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Freedom to Marry launches $1 million campaign to build support in South

Evan Wolfson
Photo courtesy of The Dallas Voice

It may be a daunting task, but Freedom to Marry, the national pro-gay marriage organization based in New York is kicking off an advertising campaign in Southern states. According to a report by the Washington Post on Feb. 23, the pro-gay marriage group hopes to sway public opinion, which would also impact judges who will decide cases pertaining to gay marriage bans and civil unions.

The advertising campaign, estimated at $1 million, will be announced at a press conference on Monday (Feb. 24) in Atlanta. The campaign will be named Southerners for the Freedom to Marry and the primary focus will be to highlight politicians and community leaders who back same-sex marriage.

In highlighting those who support same-sex marriage, the ad campaign will set its attention on pushing for public support. Since the states the campaign are targeting already have same-sex marriage bans in place and are states dominated by Republicans, trying to gain legislative support may be a waste of time.

Instead, the time will be focused on building support which may influence the outcome of the two dozen lawsuits challenge bans on gay marriage that are currently pending. States such as Virginia, Kentucky and Oklahoma have already struck down state bans, but the rulings have been stayed and will head to the U.S. Supreme Court. Similar outcomes in other southern states might be a hard task, so building support is key focus according to Evan Wolfson, president of Freedom to Marry.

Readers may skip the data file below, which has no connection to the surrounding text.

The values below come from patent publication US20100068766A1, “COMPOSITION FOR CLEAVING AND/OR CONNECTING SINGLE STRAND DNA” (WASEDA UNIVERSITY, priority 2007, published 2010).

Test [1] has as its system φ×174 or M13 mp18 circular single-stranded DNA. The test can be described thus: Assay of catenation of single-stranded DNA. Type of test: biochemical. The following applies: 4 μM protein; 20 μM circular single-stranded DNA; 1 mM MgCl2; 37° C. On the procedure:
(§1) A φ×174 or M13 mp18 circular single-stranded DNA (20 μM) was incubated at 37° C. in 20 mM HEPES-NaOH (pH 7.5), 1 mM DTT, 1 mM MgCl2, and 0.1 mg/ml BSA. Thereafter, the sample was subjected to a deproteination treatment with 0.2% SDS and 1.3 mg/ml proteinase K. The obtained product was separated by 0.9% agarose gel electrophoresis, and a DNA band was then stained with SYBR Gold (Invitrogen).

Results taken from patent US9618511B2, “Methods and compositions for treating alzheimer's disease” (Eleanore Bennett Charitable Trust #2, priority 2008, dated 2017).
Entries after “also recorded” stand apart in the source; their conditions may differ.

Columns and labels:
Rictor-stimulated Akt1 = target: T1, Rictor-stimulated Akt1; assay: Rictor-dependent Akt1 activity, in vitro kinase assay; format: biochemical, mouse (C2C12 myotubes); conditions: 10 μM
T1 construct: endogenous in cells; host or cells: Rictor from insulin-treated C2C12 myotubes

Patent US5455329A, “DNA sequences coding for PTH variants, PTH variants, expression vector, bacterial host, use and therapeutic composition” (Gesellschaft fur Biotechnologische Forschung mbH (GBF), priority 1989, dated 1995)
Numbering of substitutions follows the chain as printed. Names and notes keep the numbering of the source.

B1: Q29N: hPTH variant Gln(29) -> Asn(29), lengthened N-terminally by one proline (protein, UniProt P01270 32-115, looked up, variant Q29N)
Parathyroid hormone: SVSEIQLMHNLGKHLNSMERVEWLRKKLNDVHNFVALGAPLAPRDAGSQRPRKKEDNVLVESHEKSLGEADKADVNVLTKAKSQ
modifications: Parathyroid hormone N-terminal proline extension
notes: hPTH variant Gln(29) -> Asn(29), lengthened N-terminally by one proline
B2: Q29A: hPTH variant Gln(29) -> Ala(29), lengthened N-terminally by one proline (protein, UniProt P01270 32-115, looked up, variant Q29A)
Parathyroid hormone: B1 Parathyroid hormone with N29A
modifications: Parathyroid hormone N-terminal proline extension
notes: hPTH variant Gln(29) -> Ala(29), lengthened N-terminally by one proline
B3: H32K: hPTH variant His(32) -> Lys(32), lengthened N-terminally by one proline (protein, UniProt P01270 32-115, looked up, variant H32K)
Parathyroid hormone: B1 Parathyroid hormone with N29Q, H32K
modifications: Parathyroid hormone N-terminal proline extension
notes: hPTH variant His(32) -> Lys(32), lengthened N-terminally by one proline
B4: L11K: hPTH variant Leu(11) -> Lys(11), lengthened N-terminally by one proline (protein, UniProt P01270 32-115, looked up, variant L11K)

“Freedom to Marry’s national strategy has always been to build a critical mass of states and support to create the climate for the Supreme Court to bring the country to national resolution. We don’t have to win within every state, but we have to win enough states.”

The ad campaign will also liken same-sex marriage to the civil rights movement from the aspect of equal rights, not necessary the paths both have taken. The organization will feature longtime Georgia Democrat Rep. John Lewis.

Lewis says in a testimonial, “I see the right to marriage as a civil rights issue. You cannot have rights for one segment of the population and one group of people and not for everybody.

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